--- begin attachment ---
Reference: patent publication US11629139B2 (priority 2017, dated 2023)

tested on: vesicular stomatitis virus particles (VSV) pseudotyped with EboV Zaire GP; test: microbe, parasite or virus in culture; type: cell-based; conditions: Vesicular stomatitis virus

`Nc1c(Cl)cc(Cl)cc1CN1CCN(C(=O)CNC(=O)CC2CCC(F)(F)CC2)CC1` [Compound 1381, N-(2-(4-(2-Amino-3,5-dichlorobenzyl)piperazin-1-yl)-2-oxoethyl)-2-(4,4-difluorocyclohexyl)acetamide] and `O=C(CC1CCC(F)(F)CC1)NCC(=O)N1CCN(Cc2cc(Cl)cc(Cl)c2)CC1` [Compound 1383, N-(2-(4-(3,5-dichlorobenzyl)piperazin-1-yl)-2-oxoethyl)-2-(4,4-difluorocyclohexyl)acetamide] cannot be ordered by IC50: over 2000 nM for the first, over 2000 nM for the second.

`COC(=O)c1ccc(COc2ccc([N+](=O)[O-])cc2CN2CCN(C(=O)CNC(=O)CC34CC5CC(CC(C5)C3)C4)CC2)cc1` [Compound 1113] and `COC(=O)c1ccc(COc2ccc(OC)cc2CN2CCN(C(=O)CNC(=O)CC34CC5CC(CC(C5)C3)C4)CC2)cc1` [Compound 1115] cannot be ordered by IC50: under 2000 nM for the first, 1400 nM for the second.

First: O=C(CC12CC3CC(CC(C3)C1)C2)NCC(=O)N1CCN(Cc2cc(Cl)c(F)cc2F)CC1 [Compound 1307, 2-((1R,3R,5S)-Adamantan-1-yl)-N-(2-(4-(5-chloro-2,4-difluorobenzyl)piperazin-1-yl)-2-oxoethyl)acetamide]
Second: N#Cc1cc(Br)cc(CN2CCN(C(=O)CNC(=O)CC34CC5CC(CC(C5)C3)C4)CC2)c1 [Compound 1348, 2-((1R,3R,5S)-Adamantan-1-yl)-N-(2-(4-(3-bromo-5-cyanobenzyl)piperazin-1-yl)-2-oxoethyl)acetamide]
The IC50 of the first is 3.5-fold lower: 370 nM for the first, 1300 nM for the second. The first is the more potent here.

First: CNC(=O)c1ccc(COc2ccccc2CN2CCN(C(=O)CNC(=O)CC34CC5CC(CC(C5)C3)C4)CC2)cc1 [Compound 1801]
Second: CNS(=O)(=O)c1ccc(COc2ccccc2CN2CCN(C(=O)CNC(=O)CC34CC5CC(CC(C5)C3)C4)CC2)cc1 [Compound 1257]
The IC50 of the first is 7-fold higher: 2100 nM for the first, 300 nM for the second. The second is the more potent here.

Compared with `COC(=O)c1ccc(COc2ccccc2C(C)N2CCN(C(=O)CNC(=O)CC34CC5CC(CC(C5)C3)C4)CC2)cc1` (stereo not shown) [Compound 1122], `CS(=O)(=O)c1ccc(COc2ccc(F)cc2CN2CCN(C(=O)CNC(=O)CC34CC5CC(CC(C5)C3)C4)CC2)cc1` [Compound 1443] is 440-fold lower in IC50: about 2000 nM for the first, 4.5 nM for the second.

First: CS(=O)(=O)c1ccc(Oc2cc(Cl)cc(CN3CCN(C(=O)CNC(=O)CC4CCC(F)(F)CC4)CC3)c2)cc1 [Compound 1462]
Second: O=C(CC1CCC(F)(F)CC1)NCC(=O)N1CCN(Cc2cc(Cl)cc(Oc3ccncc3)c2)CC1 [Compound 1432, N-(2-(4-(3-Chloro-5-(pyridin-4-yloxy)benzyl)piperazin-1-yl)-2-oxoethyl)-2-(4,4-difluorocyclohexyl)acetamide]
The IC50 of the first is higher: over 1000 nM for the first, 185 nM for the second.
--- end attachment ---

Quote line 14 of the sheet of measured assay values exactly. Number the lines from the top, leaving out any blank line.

The IC50 of the first is higher: over 1000 nM for the first, 185 nM for the second.